Everyone from President Obama to the International Energy Agency has, in recent years, promoted energy efficiency as an easy, and often profitable, strategy to quickly reduce carbon emissions by reducing energy consumption. But even as our cars, buildings and appliances have become more efficient, we continue to find new ways to consume energy. Consumer technologies that we now consider staples, such as personal computers, flat-screen TVs, iPhones and cloud computing, have come into use in the last few decades. In addition to these everyday products, we've seen the rise of energy-intensive luxury goods, like private jets and yachts.

    Humans have always been creative at finding new ways to use energy. Oil lamps, large ships, catapults, blast furnaces, gunpowder, fireworks, hand cannons and the printing press were all in use long before the first coal mine was dug or the first oil well was struck. But harnessing coal, and then petroleum, vastly expanded the amount of energy available for human use. Coal, first used to pump water out of mines, quickly led to the development of the railway industry and found uses in electricity, steel, transportation fuels and chemicals. Petroleum, first used in kerosene lamps beginning in the mid 19th century, soon found uses in transportation, cooking, lubrication, asphalt and myriad chemical products.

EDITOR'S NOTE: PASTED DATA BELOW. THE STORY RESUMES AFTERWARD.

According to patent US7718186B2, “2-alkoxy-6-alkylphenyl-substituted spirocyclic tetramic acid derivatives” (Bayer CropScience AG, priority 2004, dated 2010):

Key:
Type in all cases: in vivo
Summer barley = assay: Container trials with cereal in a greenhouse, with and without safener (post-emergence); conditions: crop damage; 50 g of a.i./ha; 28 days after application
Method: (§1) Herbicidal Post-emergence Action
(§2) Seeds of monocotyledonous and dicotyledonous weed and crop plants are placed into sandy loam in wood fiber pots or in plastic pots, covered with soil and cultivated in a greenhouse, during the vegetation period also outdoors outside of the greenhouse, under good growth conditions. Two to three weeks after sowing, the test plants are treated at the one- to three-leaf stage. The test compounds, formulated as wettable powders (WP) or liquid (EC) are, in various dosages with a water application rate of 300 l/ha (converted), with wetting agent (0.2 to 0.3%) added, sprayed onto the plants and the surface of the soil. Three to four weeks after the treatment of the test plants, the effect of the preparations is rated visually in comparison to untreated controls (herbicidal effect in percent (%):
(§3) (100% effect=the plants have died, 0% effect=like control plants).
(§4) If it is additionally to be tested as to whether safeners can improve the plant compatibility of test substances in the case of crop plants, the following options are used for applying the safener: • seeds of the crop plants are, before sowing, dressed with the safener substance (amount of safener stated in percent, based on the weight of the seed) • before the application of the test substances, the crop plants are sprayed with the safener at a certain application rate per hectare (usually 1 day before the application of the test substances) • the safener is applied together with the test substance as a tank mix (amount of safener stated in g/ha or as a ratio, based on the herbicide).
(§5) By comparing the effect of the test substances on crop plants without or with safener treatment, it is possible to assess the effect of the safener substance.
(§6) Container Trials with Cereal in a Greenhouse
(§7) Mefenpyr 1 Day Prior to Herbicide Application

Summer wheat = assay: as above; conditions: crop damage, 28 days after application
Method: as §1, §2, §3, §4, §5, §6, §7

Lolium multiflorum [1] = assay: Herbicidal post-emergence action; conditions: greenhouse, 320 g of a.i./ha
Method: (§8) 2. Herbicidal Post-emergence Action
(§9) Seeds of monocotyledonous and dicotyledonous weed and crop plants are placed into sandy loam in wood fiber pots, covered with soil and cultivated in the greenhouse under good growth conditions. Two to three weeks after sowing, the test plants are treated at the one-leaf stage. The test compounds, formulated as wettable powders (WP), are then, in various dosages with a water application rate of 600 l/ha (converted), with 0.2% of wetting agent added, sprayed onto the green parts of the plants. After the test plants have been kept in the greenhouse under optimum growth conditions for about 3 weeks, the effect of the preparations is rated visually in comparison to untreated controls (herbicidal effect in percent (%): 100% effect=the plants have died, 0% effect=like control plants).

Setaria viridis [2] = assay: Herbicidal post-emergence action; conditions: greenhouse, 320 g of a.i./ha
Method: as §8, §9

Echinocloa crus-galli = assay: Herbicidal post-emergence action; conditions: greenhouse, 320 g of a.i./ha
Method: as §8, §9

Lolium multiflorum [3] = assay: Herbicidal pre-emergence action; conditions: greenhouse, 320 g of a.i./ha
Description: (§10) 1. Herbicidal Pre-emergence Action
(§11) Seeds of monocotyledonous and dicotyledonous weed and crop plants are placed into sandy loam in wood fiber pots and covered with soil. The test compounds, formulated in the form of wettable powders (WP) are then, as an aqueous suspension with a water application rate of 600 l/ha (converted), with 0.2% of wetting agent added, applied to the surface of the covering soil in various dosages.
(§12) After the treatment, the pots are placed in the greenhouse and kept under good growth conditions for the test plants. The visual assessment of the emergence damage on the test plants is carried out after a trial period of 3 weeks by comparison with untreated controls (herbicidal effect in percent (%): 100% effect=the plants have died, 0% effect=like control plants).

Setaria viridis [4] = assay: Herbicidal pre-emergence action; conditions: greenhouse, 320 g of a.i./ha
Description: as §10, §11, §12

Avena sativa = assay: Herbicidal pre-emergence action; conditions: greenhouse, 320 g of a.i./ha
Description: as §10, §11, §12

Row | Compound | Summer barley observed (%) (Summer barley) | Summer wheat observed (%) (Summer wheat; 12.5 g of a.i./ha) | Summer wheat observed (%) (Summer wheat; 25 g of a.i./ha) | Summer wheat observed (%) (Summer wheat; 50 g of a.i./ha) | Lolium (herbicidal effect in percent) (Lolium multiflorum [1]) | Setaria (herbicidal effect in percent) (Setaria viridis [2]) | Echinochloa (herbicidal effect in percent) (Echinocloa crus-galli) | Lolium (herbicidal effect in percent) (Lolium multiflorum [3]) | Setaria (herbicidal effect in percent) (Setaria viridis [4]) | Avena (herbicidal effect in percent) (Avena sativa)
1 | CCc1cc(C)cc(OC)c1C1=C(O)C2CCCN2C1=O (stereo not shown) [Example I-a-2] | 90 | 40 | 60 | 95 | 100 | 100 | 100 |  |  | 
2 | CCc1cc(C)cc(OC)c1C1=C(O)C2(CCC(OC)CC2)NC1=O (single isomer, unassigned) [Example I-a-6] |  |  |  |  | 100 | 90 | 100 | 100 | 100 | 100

It might be that global warming will one day motivate societies to ban things like space tourism, impose stricter regulations and higher taxes on energy consumption, or voluntarily reduce their energy consumption. But it's notable that many of the same people who express the most concern about global warming—including Messrs. Branson and DiCaprio—are the ones who are opening up new frontiers in energy consumption.

    Even without restrictions, global energy consumption may peak at some point in the future, as population growth slows, poor people around the world achieve higher living standards, and our energy technologies continue to become more efficient. But for decades to come, energy use will almost certainly continue to rise around the world. Given this reality, efforts to improve energy efficiency may modestly slow the growth of energy consumption but are unlikely to halt it, much less achieve the deep declines necessary to mitigate climate change.

    That Mr. Branson has developed a spacecraft that blasts humans into space more efficiently than previous vehicles is a laudable technical accomplishment. But from an environmental perspective, that accomplishment is completely overshadowed by the reality that the mogul is pioneering a new industry that involves blasting tourists into space. Should he succeed, the relative efficiency of the endeavor is almost entirely beside the point. Mr. Branson will have invented a new way for wealthy elites like Mr. DiCaprio to consume vast quantities of energy.

    Weekend trips to Mars for the masses are, of course, still the stuff of science fiction. So, too, is the fantasy that climate change might be averted through deep cuts in global energy consumption.